Sarah's Chess Journal
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The History and The Culture of Chess
Women in Chess - The (European)War Years
was a strange year.
The U. S. Women's Championship was held in the spring. The participants were Mrs. Bain, Miss Karff, Dr. Helen Weissenstein, Mrs. McCready, Mrs. Roos, Miss Raettig, Mrs. Stephens and Miss Wray. Most noticeable was the conspicuous absence of Adele Rivero. We learn from Miss Weart in December that Mrs. Rivero had spent at least part of the year in Florida. There was little reporting on the championship which ended in a three-way tie for first. Mrs. Bain, Miss Karff, Dr. Helen Weissenstein were to have a play-off to determine a winner after the Women's World Championship ended, but it's unclear if a play-off ever took place.
The end of summer saw the unification of the National Chess Federation and the American Chess Federation into the United States Chess Federation. (originally called the U. S. of A. C. F.) While this milestone was widely heralded, it coincided with an almost equally weighted counterstrike. The U. S., which had won the gold in the previous four Chess Olympiads, couldn't raise sufficient funds to support a team in 1939. The players, who were anticipating $2,500 in compensation, were offered only $1,500 which they deemed unacceptable. As a result, the 8th Chess Olympiad, which would be the last one for nine years, was held in the Buenos Aires with the only American representation being that of the U. S. Women's Champion, N. May Karff , who participated in the Women's World Championship which was running concurrent with the Olympiad. Mrs. Karff (14-5) earned a respectable 5th place from a field of 20, coming in behind Vera Menchik Stevenson of England (18-1), Sonja Graf, a free agent (16-3), Berna Carrasco of Chile (15½-3½) and Freidl Rinder of Germany (15-4).
At the inception of the Olympiad, Germany invaded Poland. The English team withdrew while France (captained by Alekhine) and Poland both refused to play the German team. Sonja Graf, who originally represented Germany, had her German support removed due to her vocal denunciations of the Nazi regime. She continued playing, however, as a free agent "under the flag of Liberty."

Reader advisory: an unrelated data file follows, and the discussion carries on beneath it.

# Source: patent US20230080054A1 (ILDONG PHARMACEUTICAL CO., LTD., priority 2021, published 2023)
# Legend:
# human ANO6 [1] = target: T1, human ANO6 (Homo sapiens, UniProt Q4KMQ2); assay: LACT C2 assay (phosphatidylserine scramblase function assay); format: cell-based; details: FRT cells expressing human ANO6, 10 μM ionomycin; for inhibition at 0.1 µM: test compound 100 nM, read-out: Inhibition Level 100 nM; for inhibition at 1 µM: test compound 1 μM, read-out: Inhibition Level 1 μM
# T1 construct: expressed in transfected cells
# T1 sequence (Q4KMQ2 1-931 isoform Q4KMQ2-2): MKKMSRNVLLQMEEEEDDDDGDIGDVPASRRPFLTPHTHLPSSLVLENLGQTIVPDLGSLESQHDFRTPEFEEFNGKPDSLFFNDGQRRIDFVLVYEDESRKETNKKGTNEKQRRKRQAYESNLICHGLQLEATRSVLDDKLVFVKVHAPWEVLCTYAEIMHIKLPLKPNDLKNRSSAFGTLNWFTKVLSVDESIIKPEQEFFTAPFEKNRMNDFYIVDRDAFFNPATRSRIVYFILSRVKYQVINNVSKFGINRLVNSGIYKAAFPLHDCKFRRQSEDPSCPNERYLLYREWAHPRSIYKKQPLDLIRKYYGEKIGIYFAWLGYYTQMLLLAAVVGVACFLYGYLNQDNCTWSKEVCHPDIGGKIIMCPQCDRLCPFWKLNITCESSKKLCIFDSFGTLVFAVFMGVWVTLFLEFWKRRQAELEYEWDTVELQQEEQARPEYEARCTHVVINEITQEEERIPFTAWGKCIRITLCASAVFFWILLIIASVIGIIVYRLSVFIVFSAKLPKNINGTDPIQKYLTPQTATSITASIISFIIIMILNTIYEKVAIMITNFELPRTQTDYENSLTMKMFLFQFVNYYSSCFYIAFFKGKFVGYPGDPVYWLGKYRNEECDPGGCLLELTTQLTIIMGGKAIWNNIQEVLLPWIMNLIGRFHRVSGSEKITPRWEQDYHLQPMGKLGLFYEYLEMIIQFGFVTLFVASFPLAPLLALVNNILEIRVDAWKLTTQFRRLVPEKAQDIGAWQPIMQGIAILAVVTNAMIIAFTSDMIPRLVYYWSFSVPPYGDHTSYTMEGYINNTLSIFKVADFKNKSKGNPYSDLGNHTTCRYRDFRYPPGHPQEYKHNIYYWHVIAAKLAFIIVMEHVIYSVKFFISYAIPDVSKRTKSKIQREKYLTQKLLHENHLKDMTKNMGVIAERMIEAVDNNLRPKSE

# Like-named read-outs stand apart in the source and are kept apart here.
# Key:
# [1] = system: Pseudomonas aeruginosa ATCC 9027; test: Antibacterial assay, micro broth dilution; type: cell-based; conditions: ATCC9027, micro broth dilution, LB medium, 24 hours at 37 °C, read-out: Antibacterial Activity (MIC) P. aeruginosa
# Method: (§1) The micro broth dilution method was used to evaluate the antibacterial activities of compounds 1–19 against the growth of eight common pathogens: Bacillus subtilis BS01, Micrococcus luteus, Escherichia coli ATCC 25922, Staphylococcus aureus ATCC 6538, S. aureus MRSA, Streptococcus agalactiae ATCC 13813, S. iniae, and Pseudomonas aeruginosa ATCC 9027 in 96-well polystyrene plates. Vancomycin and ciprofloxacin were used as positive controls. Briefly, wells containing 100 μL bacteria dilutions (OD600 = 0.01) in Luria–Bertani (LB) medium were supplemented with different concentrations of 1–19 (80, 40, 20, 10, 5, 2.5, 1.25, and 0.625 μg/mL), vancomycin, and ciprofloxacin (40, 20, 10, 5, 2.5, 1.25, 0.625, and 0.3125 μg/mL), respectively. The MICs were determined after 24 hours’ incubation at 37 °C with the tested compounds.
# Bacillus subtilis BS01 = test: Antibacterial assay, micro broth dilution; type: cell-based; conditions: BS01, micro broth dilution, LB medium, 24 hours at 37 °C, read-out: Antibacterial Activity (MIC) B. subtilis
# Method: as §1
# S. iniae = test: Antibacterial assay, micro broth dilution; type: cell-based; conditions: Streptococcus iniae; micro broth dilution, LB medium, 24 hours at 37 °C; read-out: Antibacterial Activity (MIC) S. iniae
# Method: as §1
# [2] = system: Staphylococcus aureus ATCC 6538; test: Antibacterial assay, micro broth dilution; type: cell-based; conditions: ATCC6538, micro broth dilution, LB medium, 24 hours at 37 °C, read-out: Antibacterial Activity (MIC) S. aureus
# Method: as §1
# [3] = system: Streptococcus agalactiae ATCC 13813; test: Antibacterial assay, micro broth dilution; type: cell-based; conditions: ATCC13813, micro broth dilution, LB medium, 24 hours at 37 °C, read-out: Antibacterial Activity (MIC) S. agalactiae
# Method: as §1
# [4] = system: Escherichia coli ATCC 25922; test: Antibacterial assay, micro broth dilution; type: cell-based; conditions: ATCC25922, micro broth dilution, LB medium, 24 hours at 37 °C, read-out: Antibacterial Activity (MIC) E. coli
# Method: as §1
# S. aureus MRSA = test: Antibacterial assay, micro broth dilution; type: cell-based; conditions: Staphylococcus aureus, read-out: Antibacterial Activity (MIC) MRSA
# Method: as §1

Adele Rivero once again joined the fray in the battle for the U. S. Women's Champion played in the Spring at the Hotel Astor. Winning all but one game in the nine player round-robin event, Rivero took 1st place by a wide margin. N. Mona Karff, the reigning champion, came in 2nd, while 3rd place went to both Gisela Gresser, who had fully expected to win, and Dr. Helen Weisenstein. Mary Bain and Mrs. Raphael McCready tied for 5th. It was noted that Rivero didn't exhibit any of her characteristic anxiety and played with great confidence. After her victory over Adele Raettig, Raettig "bought a beginning chess book. 'I thought I needed it,' Miss Raettig said, apparently somewhat depressed by her poor showing".
First place won a silver tray, presented by George Emlen Roosevelt, the president of the Marshall Chess Club. Second prize was a chess set and a copy of .the book "Chessmen." Third place won an elaborate beauty kit, while fourth place received a smaller version.
Rivero vs. Miss N. May Karff
significant event in 1941 was what the promoters hope would
be viewed as a historically important event - the format change whereby the U.
S. Women's Champion Title would be determined through match play rather than
through a tournament. The result was that is was more historically significant
through its singularity since it was never attempted again.
On the very day of the last game Japanese planes decimated Pearl Harbor throwing America into war.
1. Just speculation on my part, but Karff, like most of the chess ladies, was financially secure with wealthy friends and supporters. It's possible that either she paid her own way, had independent backers or at the least, could easily sustain on whatever funding she received from the USCF. [back]
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